Washington State project aims to speed up development of fast foil ferry

Written by Nick Blenkey
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Progress with the foil Ferry designed by Bieker Boats and Glosten will be among the topics on the FERRIES 2020 agenda.

A consortium of Washington State players in the blue economy has launched a Joint Innovation Project to speed the design of a fast foil ferry, an innovation that promises a leap forward in zero-emissions, high-speed passenger ferry service.

The public-private partnership includes three ports that have joined forces to support the effort: Port of Anacortes, Port of Bellingham, and Port of Skagit.

The vessel is under design by naval architecture and marine engineering firm Glosten and a performance marine craft designer Bieker Boats.

Kitsap Transit has identified a potential route for the vessel in its ferry operations and sponsored the team in applying for additional funding to advance the concept.

Leading this collaborative joint innovation project effort is Washington Maritime Blue, a strategic alliance formed to foster maritime innovation and sustainability in support of an inclusive blue economy, and class society DNV GL.

Project partners also include Skagit County and EDASC (Economic Development Alliance of Skagit County) who share the maritime focus and joint goals of lower emissions, less road congestion, and opportunities for innovative designers and manufacturers in the county such as Bieker Boats and many others.

The idea first began when Paul Bieker returned to Seattle after his work designing the first hydrofoil vessel for the Americas Cup-winning Team Oracle and was stunned by the traffic. He realized that applying hydrofoil innovations to ferry vessels would improve speed, efficiency, and access. Working with Glosten, a preliminary design was created that would enable Washington State to recreate the “Mosquito Fleet.” Aptly named because of the numerous ferries traveling from port to port like a “swarm of mosquitoes,” it had its heyday from 1850s through the 1930s, but ended as road and rail transportation began to dominate.

The project will advance an innovative, replicable business model for an extremely efficient electric transit concept: a high-speed hydrofoil passenger ferry. The Foil Ferry is designed by Bieker Boats and Glosten, and leverages private sector innovations including hydrofoil design, lightweight carbon fiber construction and battery technology.

It supports transit options by connecting urban, suburban, and rural communities with green transit alternatives that can take cars off the roads.

“Our three local ports see this innovation as an opportunity to spur economic recovery in the boat-building world, a critically important industry in our region,” said Patsy Martin, Executive Director of the Port of Skagit. “There are strong maritime industry clusters in each of our districts that could benefit from the design and construction of these vessels in our communities, resulting in a direct economic impact.”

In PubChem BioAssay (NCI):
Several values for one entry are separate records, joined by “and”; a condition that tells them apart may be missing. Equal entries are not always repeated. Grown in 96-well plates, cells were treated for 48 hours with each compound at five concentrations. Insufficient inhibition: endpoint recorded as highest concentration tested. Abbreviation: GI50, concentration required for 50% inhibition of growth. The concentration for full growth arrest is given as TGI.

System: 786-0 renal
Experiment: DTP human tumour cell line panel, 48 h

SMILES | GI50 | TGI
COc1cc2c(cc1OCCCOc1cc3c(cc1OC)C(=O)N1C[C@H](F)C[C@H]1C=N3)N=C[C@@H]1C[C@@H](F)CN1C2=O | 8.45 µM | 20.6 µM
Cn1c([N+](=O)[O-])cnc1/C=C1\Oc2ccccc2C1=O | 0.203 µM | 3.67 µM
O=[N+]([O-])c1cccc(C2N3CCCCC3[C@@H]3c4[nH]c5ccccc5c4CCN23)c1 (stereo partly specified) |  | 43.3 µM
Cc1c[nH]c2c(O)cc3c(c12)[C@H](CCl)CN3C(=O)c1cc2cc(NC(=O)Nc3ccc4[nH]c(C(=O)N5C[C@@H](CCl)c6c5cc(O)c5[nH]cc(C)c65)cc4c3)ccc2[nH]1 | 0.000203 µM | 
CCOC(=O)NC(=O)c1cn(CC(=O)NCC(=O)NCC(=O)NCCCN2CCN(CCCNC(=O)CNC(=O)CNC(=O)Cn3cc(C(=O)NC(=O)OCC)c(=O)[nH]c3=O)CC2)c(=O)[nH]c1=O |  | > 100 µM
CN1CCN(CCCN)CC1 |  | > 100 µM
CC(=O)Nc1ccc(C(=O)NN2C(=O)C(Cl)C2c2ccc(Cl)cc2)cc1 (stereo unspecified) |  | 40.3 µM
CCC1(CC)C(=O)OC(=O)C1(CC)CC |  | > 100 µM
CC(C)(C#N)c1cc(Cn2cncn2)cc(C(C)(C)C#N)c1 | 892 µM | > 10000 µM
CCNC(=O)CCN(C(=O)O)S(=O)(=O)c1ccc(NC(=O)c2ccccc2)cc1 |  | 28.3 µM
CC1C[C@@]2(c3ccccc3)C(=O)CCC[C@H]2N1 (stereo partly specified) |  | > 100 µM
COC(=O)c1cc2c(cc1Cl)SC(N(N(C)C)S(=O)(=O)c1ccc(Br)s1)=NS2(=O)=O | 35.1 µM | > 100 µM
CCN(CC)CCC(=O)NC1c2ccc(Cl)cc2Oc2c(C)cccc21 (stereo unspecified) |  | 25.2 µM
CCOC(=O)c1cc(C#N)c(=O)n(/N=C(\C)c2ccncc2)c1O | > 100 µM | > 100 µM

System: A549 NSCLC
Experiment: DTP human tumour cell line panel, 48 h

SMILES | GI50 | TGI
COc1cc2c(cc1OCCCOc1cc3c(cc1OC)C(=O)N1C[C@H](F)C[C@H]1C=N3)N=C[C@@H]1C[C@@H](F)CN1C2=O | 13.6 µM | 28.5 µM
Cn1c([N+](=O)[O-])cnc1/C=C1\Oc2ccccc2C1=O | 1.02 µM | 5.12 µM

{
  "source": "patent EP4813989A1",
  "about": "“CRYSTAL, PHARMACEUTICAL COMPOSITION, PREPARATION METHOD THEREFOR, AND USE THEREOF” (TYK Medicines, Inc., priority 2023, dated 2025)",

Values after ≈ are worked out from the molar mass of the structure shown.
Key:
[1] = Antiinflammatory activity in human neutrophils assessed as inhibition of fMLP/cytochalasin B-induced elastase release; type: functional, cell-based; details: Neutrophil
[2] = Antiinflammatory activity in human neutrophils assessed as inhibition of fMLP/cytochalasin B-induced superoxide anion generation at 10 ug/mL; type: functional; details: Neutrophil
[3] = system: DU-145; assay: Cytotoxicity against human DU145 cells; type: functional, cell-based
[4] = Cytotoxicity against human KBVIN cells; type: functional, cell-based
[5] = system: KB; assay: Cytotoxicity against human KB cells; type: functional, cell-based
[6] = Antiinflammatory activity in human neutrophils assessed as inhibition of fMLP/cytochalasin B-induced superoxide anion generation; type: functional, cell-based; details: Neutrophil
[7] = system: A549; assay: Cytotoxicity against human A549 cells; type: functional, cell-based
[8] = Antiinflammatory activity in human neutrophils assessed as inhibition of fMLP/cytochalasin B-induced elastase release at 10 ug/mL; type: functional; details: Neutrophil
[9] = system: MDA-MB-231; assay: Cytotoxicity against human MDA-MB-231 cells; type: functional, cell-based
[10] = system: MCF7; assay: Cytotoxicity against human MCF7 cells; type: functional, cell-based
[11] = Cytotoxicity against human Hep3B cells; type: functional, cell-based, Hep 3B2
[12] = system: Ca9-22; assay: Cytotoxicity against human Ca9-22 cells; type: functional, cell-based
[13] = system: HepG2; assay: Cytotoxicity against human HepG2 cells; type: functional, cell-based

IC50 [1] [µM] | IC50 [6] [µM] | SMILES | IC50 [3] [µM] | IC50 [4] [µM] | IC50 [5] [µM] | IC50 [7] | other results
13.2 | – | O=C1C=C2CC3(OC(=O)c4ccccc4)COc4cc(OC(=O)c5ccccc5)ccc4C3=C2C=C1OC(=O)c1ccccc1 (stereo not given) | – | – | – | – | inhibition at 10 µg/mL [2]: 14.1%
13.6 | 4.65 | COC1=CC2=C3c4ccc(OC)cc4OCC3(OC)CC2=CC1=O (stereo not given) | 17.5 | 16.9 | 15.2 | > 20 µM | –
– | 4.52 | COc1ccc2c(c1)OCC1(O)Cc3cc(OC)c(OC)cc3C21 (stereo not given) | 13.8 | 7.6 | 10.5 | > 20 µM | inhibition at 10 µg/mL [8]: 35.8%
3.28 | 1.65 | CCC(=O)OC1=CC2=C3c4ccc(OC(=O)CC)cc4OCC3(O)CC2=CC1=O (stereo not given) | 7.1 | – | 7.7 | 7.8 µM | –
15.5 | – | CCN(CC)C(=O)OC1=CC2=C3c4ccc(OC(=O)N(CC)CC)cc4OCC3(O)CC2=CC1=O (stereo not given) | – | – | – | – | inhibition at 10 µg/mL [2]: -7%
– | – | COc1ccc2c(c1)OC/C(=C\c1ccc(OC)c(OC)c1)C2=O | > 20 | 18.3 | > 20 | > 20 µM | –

Because of the nature of joint innovation projects, the expected time it will take to complete the entire project, from business model to the first demonstration project, is compressed.

Several streams of work will occur either in parallel or in succession, as appropriate, creating efficiencies and avenues to take advantage of the collective strengths of each of the organizations involved. This will include design, an exploration of required infrastructure, a review of environmental benefits and impacts, regulatory and permitting needs, and determining possible routes and operators.

“An ambitious but needed project like the relaunch of this type of ferry service would be exponentially more difficult if each individual stakeholder acted alone,” said Joshua Berger, Founder and Board Chair of Washington Maritime Blue. “A cluster organization like ours can bring together the technologies, required local knowledge, and resources that will ensure that this joint innovation project will be successful.”

The intent of the project is to bring to market a zero-emission high-speed waterborne transportation alternative in Puget Sound. The design includes the options of fully electric propulsion or diesel-electric propulsion for extended range.

Owing to its extreme efficiency, the diesel electric option is said to be two to three times more fuel efficient than conventional fast ferries and has the potential to save 1,500 tons of CO2 emissions a year, while the fully electric version offers even greater improvements.

“Developing the Foil Ferry in collaboration with the Washington Maritime Blue Joint Innovation Project exemplifies the very best of our Pacific Northwest values and capabilities. This partnership of ports, designers, builders, and operators is a catalyst that is propelling our design into a reality, to the benefit of our economy, the environment, and the passenger vessel community at large,” says Glosten Project Manager Matthew Lankowski.

Washington Maritime Blue is a non-profit, strategic alliance formed to accelerate innovation and sustainability in support of an inclusive blue economy. With a mission to implement Washington State’s Strategy for the Blue Economy delivered by Governor Jay Inslee’s Maritime Innovation Advisory Council, it is a partnership between industry, public sector, research & training institutions, and community organizations.

Design includes the options of fully electric propulsion or diesel-electric propulsion for extended rang
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